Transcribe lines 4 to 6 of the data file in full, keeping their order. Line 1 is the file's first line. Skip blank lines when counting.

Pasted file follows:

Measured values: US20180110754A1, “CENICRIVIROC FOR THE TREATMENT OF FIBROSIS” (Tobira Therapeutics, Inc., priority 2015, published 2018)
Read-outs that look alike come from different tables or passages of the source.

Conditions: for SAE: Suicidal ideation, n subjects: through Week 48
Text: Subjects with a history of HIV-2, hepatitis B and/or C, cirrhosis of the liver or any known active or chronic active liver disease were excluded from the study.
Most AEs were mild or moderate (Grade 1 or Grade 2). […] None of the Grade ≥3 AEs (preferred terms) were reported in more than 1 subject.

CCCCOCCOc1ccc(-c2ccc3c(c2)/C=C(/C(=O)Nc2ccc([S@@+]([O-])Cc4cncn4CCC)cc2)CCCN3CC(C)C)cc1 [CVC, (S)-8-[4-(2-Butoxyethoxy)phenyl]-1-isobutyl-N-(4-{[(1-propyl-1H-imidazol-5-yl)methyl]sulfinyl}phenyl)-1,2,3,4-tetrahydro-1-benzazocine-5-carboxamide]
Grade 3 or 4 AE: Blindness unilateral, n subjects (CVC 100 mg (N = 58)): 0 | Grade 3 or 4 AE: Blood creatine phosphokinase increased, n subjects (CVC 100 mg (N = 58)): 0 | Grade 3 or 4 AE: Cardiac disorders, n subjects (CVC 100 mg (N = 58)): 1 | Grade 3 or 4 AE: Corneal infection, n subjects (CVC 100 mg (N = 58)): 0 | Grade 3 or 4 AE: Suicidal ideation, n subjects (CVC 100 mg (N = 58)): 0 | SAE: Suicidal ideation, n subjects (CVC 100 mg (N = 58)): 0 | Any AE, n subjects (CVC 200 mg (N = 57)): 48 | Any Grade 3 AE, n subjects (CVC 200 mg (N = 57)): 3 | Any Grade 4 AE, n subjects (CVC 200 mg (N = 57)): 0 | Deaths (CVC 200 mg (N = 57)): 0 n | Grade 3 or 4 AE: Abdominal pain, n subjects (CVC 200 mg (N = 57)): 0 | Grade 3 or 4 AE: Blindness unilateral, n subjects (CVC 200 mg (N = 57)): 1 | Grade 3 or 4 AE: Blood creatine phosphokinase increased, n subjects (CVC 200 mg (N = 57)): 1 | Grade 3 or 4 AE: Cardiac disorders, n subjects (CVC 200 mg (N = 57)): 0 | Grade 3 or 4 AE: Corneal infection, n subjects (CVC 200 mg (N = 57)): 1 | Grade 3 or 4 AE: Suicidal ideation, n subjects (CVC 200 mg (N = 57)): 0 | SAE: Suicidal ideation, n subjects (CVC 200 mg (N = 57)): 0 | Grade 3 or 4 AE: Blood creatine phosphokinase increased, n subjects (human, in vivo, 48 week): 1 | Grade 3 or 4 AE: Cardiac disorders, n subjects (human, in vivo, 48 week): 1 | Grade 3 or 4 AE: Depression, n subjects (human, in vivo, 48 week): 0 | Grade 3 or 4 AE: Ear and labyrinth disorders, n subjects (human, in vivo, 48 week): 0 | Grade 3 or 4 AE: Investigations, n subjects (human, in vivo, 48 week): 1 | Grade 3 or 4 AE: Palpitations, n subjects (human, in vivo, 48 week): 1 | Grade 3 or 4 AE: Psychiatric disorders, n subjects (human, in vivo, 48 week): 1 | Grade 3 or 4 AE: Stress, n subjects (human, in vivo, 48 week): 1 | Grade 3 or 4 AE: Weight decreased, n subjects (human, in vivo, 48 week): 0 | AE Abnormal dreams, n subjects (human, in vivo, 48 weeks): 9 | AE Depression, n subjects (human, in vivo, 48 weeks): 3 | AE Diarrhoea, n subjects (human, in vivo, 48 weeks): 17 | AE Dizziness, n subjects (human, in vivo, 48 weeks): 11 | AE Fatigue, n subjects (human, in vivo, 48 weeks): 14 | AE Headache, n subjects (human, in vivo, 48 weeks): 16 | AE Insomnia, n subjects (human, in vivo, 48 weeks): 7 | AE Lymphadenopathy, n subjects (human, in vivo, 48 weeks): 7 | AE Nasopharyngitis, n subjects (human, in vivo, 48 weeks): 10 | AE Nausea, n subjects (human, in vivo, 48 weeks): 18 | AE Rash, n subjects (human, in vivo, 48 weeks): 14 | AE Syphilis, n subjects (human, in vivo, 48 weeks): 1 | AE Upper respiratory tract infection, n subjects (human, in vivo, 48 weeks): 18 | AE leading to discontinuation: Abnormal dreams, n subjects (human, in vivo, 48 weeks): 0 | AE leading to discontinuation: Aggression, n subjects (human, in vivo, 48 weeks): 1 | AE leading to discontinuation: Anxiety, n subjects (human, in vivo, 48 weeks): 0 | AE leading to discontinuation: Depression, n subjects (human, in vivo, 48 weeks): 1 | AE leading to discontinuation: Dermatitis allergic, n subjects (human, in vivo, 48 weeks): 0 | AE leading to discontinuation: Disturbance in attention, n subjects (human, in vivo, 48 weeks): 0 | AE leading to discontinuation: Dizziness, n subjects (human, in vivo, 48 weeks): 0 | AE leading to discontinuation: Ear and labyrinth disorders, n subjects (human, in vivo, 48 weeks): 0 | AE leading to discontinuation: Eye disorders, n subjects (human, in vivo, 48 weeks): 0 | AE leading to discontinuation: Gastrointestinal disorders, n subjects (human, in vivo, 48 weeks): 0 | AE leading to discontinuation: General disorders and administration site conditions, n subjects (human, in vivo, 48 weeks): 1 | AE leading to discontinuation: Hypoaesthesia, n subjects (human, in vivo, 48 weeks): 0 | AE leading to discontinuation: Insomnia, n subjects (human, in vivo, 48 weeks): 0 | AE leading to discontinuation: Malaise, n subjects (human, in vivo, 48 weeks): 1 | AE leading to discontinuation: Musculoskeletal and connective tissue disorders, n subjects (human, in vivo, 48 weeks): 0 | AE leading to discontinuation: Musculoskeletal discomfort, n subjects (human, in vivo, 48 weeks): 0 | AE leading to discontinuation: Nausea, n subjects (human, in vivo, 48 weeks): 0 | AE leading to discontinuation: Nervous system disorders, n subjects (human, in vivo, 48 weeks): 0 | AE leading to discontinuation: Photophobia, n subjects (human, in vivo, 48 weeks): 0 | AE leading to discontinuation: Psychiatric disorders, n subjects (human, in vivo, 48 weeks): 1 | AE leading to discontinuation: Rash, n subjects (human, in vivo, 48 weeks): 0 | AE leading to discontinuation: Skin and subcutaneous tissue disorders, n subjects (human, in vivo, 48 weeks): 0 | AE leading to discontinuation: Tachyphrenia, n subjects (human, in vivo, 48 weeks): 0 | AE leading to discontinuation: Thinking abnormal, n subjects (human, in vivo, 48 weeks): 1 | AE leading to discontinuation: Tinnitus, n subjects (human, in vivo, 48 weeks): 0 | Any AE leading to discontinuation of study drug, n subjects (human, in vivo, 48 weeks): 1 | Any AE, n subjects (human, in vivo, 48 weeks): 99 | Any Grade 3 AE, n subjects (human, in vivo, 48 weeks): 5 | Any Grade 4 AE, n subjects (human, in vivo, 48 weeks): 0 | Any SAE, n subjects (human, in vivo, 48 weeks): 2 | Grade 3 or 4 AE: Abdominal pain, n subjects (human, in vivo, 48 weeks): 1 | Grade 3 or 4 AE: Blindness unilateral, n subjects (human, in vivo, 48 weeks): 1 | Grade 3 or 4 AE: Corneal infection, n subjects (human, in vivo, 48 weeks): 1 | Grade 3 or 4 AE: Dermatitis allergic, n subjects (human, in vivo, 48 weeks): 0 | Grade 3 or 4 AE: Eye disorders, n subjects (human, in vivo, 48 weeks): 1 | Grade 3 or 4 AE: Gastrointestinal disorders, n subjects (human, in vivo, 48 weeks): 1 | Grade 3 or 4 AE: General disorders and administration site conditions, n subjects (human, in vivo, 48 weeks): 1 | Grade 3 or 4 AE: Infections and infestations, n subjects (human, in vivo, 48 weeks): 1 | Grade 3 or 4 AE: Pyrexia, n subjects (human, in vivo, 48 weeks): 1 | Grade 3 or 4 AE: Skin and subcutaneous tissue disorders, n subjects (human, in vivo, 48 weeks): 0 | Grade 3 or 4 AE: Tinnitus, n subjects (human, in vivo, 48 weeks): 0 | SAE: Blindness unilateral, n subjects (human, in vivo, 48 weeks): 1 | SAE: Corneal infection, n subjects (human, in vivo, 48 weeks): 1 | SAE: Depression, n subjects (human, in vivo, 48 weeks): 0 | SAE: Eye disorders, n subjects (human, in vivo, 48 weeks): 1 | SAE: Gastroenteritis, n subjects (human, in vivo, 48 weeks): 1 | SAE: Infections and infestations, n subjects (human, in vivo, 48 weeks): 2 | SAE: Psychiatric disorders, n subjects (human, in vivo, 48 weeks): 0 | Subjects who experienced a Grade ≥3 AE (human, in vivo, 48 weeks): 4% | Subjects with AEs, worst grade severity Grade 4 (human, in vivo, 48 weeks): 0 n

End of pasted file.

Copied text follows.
Text: Subjects with a history of HIV-2, hepatitis B and/or C, cirrhosis of the liver or any known active or chronic active liver disease were excluded from the study.
Most AEs were mild or moderate (Grade 1 or Grade 2). […] None of the Grade ≥3 AEs (preferred terms) were reported in more than 1 subject.

CCCCOCCOc1ccc(-c2ccc3c(c2)/C=C(/C(=O)Nc2ccc([S@@+]([O-])Cc4cncn4CCC)cc2)CCCN3CC(C)C)cc1 [CVC, (S)-8-[4-(2-Butoxyethoxy)phenyl]-1-isobutyl-N-(4-{[(1-propyl-1H-imidazol-5-yl)methyl]sulfinyl}phenyl)-1,2,3,4-tetrahydro-1-benzazocine-5-carboxamide]